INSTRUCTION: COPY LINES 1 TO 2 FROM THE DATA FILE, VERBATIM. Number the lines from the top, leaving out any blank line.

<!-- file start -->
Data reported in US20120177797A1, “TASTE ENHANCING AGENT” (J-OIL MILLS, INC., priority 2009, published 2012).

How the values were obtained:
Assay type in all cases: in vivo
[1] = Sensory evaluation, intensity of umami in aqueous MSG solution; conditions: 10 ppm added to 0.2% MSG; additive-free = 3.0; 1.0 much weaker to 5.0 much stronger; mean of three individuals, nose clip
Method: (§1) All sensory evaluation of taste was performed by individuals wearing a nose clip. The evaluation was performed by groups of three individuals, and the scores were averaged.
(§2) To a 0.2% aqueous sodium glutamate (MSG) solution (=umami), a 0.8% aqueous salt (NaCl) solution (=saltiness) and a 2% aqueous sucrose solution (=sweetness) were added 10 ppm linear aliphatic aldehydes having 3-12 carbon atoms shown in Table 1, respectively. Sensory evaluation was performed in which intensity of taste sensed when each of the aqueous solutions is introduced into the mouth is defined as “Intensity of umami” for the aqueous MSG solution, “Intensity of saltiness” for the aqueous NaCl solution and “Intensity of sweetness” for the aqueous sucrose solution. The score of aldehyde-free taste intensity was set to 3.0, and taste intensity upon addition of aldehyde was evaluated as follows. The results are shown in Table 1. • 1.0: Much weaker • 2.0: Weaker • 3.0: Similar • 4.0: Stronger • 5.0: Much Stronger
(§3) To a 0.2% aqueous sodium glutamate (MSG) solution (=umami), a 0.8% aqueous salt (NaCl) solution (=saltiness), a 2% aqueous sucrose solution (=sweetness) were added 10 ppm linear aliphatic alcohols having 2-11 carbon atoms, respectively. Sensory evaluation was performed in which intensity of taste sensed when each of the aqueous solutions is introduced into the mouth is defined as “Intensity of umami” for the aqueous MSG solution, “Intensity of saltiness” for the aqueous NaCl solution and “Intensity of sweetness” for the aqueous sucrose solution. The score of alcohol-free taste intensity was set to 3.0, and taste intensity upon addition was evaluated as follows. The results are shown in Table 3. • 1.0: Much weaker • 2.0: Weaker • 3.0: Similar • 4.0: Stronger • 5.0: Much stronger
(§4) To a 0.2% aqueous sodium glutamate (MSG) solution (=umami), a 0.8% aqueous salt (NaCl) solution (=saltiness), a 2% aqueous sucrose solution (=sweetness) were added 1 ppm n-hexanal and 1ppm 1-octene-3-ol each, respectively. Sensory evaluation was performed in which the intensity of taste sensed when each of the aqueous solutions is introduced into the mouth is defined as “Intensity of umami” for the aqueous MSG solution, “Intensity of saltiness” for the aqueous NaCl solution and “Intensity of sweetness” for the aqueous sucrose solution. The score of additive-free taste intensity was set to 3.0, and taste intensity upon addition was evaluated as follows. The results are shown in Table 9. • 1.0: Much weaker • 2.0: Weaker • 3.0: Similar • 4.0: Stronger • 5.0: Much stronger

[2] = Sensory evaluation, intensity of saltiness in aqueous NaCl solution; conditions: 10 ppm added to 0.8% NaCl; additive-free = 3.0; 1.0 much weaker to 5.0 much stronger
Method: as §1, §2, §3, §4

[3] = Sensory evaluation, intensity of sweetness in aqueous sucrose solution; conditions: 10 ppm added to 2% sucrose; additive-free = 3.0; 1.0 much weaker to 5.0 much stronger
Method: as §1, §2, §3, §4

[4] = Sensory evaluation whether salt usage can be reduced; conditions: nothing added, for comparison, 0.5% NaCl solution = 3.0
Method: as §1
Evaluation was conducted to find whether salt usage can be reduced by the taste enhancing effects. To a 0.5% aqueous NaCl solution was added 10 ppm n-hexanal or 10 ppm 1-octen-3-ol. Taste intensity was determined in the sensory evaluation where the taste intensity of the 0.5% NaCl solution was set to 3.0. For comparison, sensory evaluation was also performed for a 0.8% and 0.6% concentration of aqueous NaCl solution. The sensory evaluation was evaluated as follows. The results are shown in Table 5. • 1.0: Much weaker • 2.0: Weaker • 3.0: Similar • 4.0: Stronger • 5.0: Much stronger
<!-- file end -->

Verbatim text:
Data reported in US20120177797A1, “TASTE ENHANCING AGENT” (J-OIL MILLS, INC., priority 2009, published 2012).

How the values were obtained: